When I started the modification of the alox Bantam I faced all kind of problems and I made any possible mistake.
I thought I was well prepared because I studied much about modding and rivets.
Theory is invaluable but when we go to the workshop things look different.
We can play war games all day long in the computer but when in the field of at the shooting range our weakness and lack of experience betray us.
Modding alox SAKs is all the rage. Alox does not forgive mistakes and our work is exposed. The are no cellidor scales to cover the poor workmanship.
I’ve studied a lot about rivets and rivet setting before getting started. Riveting is the most difficult part when modding an alox SAK and can lead to fatal errors.
Everything else is reversible but mistakes when riveting may destroy our work.
So let’s get started. We’ll use the destroyed Bantam for demonstration.When things go badWe missed the Center of the rivet
It was not our lucky day, meaning we were careless and hasty.
We tried to remove the rivet of the scale-donor with the drill and punch method but we had a slip and the drill drilled the alox scales near the rivet.
If that happens to the Bantam we just throw it away and get a new one.
But what if we drilled wrong our beloved, expensive and discontinued blue farmer?
No matter how loud we cry and curse, the hole will be there forever and we can not call this “character”.
Without a press we cannot make the head of the new rivet wide enough to cover the hole. The head of the rivet will eventually crack and break if we try to make it extra wide.
So our project failed before it even started.
But there is still something we can do.
One of our donors is probably a cellidor SAK. And after we disassembled it we had those spare rings:
Maybe we can use them to correct our mistake.
Let’s do this.
This is the drawing of the ring:
We widen the hole and insert the ring. This will support the rivet.
We set the rivet on the other side:
If we use our ball peen hammer with a little patience we can make the ring/rivet system to look like a massive rivet. One body one soul:
I think it’s better to have a rivet with a big head that to have a hole near the rivet.
The diameter of that head is 5mm. A normal one would be 3mm. Anyway a 5mm head is not that huge after all. And finally we convince our selves that we’ve made a rivet and knife with “character”, one of a kind etc.
We better use a guide or even better a vertical base for the drill. There are bases with a vice which hold the knife securely.The knife explodes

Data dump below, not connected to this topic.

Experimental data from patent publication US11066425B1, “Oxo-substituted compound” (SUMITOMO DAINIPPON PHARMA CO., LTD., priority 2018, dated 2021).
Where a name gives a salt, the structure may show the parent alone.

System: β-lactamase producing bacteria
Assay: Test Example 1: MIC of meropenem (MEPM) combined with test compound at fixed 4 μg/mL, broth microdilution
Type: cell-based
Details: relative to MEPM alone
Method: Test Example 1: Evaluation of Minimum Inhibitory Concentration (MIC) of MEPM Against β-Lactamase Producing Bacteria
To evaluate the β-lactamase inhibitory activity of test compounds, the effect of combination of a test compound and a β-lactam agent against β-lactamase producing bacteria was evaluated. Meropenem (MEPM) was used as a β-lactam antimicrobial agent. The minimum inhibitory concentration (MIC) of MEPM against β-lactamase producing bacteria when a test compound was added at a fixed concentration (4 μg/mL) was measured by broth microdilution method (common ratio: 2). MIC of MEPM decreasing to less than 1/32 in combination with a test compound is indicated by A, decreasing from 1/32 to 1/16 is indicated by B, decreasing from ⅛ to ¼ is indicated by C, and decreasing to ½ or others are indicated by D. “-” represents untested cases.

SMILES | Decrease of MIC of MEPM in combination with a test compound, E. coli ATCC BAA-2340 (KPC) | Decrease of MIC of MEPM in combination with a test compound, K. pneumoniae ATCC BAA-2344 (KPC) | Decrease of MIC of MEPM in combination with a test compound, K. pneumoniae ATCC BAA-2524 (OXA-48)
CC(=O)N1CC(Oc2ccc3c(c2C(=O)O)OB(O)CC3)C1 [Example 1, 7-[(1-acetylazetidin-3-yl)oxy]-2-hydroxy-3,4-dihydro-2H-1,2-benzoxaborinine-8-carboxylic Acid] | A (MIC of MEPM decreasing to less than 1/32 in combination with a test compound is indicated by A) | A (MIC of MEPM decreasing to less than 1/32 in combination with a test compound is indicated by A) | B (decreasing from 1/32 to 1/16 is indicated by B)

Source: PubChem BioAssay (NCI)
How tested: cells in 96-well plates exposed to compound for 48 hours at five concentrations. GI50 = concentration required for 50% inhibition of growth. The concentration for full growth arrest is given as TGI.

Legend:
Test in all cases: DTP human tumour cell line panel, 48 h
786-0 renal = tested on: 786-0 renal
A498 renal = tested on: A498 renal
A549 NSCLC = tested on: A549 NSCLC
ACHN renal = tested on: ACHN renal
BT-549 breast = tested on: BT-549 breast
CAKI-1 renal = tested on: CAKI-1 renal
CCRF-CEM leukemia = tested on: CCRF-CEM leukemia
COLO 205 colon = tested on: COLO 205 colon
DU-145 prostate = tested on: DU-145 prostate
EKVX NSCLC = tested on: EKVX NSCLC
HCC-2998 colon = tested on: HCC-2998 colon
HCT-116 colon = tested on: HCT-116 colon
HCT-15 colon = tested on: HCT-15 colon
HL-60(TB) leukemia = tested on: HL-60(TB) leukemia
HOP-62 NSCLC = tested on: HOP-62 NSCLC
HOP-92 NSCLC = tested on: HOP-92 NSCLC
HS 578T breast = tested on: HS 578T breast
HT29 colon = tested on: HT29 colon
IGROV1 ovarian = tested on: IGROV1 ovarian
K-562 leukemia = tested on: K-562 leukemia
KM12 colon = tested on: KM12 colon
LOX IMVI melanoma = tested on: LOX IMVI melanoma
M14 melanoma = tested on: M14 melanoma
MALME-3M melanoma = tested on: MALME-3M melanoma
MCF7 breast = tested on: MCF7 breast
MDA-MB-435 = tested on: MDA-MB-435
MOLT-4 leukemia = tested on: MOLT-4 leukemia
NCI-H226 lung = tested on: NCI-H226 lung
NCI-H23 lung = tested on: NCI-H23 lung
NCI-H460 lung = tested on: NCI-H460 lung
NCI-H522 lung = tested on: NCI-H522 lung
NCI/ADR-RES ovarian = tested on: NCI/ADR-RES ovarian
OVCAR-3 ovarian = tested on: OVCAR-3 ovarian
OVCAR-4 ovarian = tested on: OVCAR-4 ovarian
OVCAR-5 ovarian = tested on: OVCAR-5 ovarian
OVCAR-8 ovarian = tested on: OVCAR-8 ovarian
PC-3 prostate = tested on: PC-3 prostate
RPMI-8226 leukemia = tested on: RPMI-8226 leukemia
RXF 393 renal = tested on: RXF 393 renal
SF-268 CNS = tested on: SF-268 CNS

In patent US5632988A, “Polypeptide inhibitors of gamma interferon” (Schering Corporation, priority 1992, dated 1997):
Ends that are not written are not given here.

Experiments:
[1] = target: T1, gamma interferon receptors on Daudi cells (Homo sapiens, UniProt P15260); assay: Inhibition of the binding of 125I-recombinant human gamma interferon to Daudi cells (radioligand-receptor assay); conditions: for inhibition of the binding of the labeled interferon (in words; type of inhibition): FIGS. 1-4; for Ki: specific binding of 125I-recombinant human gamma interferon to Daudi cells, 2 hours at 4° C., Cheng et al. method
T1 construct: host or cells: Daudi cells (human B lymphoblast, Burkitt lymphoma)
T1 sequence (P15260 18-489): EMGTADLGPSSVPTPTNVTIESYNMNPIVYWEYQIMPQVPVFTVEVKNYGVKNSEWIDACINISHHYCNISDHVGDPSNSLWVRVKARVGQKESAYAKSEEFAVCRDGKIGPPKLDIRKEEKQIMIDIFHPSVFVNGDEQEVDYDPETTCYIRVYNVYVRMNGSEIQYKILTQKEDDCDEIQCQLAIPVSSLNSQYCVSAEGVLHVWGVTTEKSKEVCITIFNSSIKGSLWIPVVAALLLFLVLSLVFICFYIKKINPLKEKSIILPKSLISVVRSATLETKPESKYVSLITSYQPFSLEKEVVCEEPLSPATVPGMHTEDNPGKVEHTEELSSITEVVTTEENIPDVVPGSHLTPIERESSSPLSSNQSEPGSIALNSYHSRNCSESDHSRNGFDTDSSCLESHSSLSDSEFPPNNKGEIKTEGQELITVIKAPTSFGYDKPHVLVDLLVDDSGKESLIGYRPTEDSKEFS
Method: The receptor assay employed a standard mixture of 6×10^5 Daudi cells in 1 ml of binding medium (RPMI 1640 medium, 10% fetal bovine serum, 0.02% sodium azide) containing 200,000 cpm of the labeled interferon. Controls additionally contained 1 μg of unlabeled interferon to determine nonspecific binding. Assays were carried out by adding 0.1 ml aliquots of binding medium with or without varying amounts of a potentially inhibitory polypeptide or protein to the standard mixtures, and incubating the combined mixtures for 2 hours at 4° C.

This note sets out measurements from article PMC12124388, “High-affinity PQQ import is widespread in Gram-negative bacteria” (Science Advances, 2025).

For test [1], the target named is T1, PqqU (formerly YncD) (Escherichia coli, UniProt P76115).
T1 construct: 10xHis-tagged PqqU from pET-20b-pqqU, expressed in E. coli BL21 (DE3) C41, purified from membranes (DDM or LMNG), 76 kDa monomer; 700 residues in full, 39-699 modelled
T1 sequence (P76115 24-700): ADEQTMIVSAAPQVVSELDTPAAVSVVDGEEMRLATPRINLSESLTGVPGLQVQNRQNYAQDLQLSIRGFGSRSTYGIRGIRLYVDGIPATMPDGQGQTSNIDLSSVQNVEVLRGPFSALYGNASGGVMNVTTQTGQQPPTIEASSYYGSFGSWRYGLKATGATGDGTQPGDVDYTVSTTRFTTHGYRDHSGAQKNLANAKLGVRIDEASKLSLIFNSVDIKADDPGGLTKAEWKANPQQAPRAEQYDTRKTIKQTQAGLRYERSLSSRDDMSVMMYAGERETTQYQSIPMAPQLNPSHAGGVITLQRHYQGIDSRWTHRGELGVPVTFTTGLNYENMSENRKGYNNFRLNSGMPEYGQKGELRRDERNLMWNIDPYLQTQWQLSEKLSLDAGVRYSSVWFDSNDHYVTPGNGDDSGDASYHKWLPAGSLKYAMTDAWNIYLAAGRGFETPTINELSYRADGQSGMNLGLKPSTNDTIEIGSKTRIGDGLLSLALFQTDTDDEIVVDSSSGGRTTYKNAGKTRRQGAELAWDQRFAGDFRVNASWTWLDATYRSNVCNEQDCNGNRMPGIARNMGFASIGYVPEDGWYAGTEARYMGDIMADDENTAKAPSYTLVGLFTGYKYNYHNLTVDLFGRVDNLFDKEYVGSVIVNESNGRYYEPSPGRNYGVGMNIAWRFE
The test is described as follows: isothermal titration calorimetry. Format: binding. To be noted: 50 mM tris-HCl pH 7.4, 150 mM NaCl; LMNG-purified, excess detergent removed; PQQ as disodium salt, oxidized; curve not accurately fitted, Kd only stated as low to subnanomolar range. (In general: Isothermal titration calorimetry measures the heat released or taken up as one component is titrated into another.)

We forgot to tie the knife with tape and it exploded.
There is no need to remove the already set rivets and start from the beginning.
With a thin screwdriver or something similar we can push the backspring and the blade goes back to the right position.
If we are making a SAK with 3 or 4 layers this is tricky but we will get there eventually. The exposed part of the pin which will form a round head is too long.
If we keep on hitting with the hammer this will lead to a rivet with cracked head because of metal-fatigue. And after too many strkes the possibility to hit the scales is raising dramatically. Also the finished knife will most likely have a noticable horizontal blade play.
We better shorten the pin with a file. If we have already started and have a nice round head say 0.7 or 1mm away from the scales then it’s better to file the head or a part of it and then continue with the hammer. The finished knife is too tight and the blades do not close with the backspring action.
We oil the joints and see if it improves.
If not we open an opener and stretch it horizontally. This will stretch the rivet a bit and this is enough in most cases.Not all parts (scales, backsprings, blades) are on the same axis.
This is caused because of a wrong hole (not fully centered) or a bent pin.
That will maybe lead to a blade which does not fully opens and this is an accident waiting to happen.
We can baton with the knife with care and not much force. We do not hit the spine near the tip or in the middle but near the pivot. A few light hits and we try the blade and so on.
This will bend the brass pivot/pin slightly and the blade will fully open.
If the problem is a big one or if we baton too hard, then we’ll finally have a noticable vertical blade play.
If we are working with black alox scales
and scratch them, there is a nice product for black anodizind.
I have used it to anodize black flashlights and aluminium gun parts and works great. However it doen’t give a hard anodizing but only a very thin and quite sensitive anodized layer.Our limits
If you are a novice like me and you’ve made an acceptable and functional rivet and you notice that you do not see a serious improvement any more then stop!
We may think that with a few more hits with the hammer we’ll make that rivet perfect.
Well, the possibilities are that we’ll crack the head or hurt the scales. Besides excessive hitting may lead to a bent pivot and the blades will lose the initial axis.
The difference between an acceptable rivet and a perfect one is not just a few hits but few months or years of experience.
Let’s face it, we are not Scibeer and we better be happy with what we’ve achieved.
As an engineer and remote control model airplane modeler I’ve seen too many damaged projects for the sake of perfection.